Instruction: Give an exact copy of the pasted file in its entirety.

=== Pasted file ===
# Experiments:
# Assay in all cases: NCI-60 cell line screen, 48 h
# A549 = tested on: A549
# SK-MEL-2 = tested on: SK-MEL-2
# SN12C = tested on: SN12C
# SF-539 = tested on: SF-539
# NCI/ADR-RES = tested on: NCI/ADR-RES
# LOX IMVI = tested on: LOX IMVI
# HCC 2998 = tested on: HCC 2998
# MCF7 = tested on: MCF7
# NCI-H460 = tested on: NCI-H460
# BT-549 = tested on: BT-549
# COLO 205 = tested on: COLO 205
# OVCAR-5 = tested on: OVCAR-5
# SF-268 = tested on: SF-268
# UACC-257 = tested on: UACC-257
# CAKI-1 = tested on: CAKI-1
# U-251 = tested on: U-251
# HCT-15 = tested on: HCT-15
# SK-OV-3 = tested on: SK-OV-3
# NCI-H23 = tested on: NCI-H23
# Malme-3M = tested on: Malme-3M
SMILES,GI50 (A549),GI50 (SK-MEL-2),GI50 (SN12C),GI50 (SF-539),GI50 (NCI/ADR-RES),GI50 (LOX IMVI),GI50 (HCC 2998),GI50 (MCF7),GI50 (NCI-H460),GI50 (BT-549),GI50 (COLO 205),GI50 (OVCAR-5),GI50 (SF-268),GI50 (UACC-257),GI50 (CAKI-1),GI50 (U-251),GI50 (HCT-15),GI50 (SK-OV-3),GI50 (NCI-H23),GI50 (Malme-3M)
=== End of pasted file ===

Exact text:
# Experiments:
# Assay in all cases: NCI-60 cell line screen, 48 h
# A549 = tested on: A549
# SK-MEL-2 = tested on: SK-MEL-2
# SN12C = tested on: SN12C
# SF-539 = tested on: SF-539
# NCI/ADR-RES = tested on: NCI/ADR-RES
# LOX IMVI = tested on: LOX IMVI
# HCC 2998 = tested on: HCC 2998
# MCF7 = tested on: MCF7
# NCI-H460 = tested on: NCI-H460
# BT-549 = tested on: BT-549
# COLO 205 = tested on: COLO 205
# OVCAR-5 = tested on: OVCAR-5
# SF-268 = tested on: SF-268
# UACC-257 = tested on: UACC-257
# CAKI-1 = tested on: CAKI-1
# U-251 = tested on: U-251
# HCT-15 = tested on: HCT-15
# SK-OV-3 = tested on: SK-OV-3
# NCI-H23 = tested on: NCI-H23
# Malme-3M = tested on: Malme-3M
SMILES,GI50 (A549),GI50 (SK-MEL-2),GI50 (SN12C),GI50 (SF-539),GI50 (NCI/ADR-RES),GI50 (LOX IMVI),GI50 (HCC 2998),GI50 (MCF7),GI50 (NCI-H460),GI50 (BT-549),GI50 (COLO 205),GI50 (OVCAR-5),GI50 (SF-268),GI50 (UACC-257),GI50 (CAKI-1),GI50 (U-251),GI50 (HCT-15),GI50 (SK-OV-3),GI50 (NCI-H23),GI50 (Malme-3M)